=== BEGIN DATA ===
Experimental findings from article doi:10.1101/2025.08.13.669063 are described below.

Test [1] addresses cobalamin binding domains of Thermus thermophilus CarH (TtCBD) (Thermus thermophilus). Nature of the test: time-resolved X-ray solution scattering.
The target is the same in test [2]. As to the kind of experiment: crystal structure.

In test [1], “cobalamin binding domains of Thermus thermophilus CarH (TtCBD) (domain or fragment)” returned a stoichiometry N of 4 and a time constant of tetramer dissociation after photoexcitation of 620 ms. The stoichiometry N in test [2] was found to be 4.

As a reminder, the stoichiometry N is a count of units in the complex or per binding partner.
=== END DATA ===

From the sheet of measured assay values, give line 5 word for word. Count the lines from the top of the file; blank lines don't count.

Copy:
As a reminder, the stoichiometry N is a count of units in the complex or per binding partner.